Protest

Good morning Tash Appreciators,

On Tuesday of this week, the Scottish Parliament passed a Bill which will allow same sex couples to marry. The passing of the Bill means that Scotland is catching up with England and Wales, where same sex couples will be able to marry by the end of March.

The rights of gay communities around the world are in sharp focus at the moment, particularly as the Winter Olympics formally open in Sochi today. The homophobic laws and attitudes of some in Russia (particularly President Putin) have attracted a great deal of criticism.

Some say that politics has no place in sport and there is merit in that point of view. After all, athletes cannot control the laws of the places where they are sent to compete. However, it’s also true that sport is a leveller and can be a real-life example of many of the qualities of human nature.

We’ve seen in the past that sport can be an ideal opportunity to challenge inequality. Think of Jesse Owens in 1936 (when Owens confounded Nazi propaganda by winning gold in three sprint events and also in the long jump) and in 1968 when Tommie Smith and John Carlos raised a fist in the air for Black Power (they said at the time that it was for human rights in general and that is reflected in the human rights badges which they and the Australian athlete, Peter Norman, wore on their jackets):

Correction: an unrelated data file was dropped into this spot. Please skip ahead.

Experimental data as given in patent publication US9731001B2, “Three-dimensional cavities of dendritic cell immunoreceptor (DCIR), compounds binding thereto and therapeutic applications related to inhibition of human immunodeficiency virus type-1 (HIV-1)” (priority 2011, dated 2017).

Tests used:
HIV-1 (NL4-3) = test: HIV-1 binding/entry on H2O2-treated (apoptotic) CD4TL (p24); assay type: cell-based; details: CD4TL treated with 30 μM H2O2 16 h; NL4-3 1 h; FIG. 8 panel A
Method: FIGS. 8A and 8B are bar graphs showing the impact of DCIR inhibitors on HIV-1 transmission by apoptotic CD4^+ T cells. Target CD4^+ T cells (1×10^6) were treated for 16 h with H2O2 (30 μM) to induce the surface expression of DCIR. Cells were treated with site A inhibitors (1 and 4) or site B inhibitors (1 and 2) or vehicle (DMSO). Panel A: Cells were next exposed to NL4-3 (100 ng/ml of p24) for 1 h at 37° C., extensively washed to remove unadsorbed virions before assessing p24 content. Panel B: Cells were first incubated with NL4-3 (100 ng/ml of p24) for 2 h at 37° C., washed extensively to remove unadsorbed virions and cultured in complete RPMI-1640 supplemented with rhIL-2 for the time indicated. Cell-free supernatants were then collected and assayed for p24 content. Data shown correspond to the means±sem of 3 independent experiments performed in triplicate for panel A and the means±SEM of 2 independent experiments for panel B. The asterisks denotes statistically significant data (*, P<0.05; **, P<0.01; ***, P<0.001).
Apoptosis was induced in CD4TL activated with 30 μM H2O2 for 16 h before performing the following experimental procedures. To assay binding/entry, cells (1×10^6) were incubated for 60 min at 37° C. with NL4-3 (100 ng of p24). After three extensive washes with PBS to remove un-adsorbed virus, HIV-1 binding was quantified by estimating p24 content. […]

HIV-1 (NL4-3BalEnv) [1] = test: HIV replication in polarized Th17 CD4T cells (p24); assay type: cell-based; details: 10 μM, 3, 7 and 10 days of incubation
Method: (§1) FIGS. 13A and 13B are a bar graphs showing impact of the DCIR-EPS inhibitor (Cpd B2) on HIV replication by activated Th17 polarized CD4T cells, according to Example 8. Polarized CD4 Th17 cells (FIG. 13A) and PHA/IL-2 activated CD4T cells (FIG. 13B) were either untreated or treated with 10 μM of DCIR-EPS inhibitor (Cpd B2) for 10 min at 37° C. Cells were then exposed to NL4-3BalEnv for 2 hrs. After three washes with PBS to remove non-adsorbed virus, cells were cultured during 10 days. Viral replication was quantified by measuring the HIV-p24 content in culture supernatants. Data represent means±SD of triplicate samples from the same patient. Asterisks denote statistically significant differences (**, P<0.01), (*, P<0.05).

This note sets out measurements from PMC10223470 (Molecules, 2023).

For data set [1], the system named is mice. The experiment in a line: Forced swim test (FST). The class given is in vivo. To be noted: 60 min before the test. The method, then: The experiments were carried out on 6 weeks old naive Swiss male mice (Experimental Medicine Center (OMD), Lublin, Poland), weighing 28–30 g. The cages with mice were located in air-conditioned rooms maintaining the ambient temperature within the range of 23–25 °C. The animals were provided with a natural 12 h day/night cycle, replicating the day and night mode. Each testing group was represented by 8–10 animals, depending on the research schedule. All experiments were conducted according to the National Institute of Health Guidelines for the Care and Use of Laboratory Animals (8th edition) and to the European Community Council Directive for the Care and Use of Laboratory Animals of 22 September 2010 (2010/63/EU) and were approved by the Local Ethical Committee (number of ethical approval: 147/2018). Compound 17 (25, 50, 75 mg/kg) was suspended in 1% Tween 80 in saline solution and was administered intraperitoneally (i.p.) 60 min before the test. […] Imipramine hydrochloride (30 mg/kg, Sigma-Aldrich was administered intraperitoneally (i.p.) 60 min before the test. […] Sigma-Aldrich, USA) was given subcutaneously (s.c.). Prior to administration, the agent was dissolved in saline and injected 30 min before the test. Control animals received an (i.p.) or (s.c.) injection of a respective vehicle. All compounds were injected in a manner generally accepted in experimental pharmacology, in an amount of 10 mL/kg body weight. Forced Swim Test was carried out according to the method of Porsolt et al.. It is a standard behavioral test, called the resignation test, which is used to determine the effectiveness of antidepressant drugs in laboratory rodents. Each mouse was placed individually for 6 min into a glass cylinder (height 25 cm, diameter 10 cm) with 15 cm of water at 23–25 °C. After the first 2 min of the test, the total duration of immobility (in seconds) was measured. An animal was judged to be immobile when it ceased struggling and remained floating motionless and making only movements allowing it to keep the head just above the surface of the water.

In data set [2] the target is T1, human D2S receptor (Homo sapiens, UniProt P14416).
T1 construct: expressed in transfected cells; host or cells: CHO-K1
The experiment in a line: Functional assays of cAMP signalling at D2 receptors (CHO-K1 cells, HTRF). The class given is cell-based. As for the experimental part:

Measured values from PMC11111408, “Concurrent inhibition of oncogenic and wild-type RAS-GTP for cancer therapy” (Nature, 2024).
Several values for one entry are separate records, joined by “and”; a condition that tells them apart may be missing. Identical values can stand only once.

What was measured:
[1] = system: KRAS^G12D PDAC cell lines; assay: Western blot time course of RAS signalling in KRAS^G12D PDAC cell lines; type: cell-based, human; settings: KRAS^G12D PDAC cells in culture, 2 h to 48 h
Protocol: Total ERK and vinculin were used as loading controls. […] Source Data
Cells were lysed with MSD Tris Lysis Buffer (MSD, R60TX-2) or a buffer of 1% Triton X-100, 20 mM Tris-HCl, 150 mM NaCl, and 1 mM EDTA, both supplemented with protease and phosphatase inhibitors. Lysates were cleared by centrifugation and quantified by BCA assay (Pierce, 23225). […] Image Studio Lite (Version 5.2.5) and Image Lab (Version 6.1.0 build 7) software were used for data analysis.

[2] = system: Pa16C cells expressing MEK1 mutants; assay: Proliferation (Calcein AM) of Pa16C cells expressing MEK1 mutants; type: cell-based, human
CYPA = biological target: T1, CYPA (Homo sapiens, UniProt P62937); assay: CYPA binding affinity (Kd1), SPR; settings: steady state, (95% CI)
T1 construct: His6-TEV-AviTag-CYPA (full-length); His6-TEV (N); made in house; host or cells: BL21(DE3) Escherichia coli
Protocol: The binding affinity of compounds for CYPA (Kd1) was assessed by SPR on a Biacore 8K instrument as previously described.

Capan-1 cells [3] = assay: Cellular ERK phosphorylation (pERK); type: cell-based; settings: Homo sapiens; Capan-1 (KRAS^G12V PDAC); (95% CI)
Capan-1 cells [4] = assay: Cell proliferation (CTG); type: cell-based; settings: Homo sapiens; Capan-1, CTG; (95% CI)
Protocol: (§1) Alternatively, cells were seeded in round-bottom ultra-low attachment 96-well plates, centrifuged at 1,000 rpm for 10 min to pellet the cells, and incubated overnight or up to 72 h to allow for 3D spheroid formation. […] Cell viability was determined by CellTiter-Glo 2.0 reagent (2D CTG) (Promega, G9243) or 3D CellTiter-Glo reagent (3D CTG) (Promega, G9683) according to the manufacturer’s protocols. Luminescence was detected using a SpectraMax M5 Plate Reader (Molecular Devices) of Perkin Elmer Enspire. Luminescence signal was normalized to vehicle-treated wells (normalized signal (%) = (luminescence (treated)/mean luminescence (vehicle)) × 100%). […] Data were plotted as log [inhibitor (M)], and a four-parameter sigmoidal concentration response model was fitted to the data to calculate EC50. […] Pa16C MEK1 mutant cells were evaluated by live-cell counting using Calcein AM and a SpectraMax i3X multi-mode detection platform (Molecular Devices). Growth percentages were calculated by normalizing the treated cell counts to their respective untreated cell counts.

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Given the iconic pictures which resulted from Smith and Carlos’ stance on the podium, it can be no surprise who this week’s Tash will be. This is Tommie Smith these days:

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It’s not just people on the big stage that can be a catalyst for change. We all can be. Indeed, if change is ever to happen and take root, it has to happen at a local level as well in full view of the public. To conclude this week, I thought it might be useful to give an example of an individual who took a stand in a more personal way. This is a letter which Bertrand Russell sent to Oswald Mosley, the founder of the British Union of Fascists, in 1962:

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I really appreciate the terms of this letter: it’s polite, concise, yet emphatic. I would urge everyone who discusses issues like gay marriage, or anything where people have strong feelings, to take the same approach. It’s not often that one person is always right or always wrong and the chances are that the person you’re talking too has something interesting to say, even if you disagree with most of their views.

Have a great weekend folks!

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